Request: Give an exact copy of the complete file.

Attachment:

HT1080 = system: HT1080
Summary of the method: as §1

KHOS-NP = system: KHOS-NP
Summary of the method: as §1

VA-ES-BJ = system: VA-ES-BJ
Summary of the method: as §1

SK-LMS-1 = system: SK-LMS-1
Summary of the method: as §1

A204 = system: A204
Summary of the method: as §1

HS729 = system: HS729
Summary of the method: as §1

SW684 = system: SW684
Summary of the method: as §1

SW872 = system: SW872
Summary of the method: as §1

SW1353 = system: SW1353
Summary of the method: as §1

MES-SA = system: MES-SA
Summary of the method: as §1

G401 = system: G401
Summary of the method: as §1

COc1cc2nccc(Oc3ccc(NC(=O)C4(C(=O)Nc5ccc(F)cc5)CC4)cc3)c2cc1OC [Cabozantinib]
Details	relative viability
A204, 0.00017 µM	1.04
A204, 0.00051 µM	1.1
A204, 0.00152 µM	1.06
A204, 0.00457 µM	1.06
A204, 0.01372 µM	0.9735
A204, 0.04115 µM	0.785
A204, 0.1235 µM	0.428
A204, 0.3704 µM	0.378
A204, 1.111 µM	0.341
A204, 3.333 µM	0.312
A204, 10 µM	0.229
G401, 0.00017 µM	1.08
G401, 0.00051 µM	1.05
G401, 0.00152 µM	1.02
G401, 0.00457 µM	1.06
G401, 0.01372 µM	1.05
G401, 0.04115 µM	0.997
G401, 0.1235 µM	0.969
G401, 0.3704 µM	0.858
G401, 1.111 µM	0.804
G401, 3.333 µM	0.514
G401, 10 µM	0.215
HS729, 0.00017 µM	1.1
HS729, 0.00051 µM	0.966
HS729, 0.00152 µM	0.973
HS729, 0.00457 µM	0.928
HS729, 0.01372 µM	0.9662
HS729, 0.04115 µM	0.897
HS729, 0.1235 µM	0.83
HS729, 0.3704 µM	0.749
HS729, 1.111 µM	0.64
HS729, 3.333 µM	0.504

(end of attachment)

HT1080 = system: HT1080
Summary of the method: as §1

KHOS-NP = system: KHOS-NP
Summary of the method: as §1

VA-ES-BJ = system: VA-ES-BJ
Summary of the method: as §1

SK-LMS-1 = system: SK-LMS-1
Summary of the method: as §1

A204 = system: A204
Summary of the method: as §1

HS729 = system: HS729
Summary of the method: as §1

SW684 = system: SW684
Summary of the method: as §1

SW872 = system: SW872
Summary of the method: as §1

SW1353 = system: SW1353
Summary of the method: as §1

MES-SA = system: MES-SA
Summary of the method: as §1

G401 = system: G401
Summary of the method: as §1

COc1cc2nccc(Oc3ccc(NC(=O)C4(C(=O)Nc5ccc(F)cc5)CC4)cc3)c2cc1OC [Cabozantinib]
Details	relative viability
A204, 0.00017 µM	1.04
A204, 0.00051 µM	1.1
A204, 0.00152 µM	1.06
A204, 0.00457 µM	1.06
A204, 0.01372 µM	0.9735
A204, 0.04115 µM	0.785
A204, 0.1235 µM	0.428
A204, 0.3704 µM	0.378
A204, 1.111 µM	0.341
A204, 3.333 µM	0.312
A204, 10 µM	0.229
G401, 0.00017 µM	1.08
G401, 0.00051 µM	1.05
G401, 0.00152 µM	1.02
G401, 0.00457 µM	1.06
G401, 0.01372 µM	1.05
G401, 0.04115 µM	0.997
G401, 0.1235 µM	0.969
G401, 0.3704 µM	0.858
G401, 1.111 µM	0.804
G401, 3.333 µM	0.514
G401, 10 µM	0.215
HS729, 0.00017 µM	1.1
HS729, 0.00051 µM	0.966
HS729, 0.00152 µM	0.973
HS729, 0.00457 µM	0.928
HS729, 0.01372 µM	0.9662
HS729, 0.04115 µM	0.897
HS729, 0.1235 µM	0.83
HS729, 0.3704 µM	0.749
HS729, 1.111 µM	0.64
HS729, 3.333 µM	0.504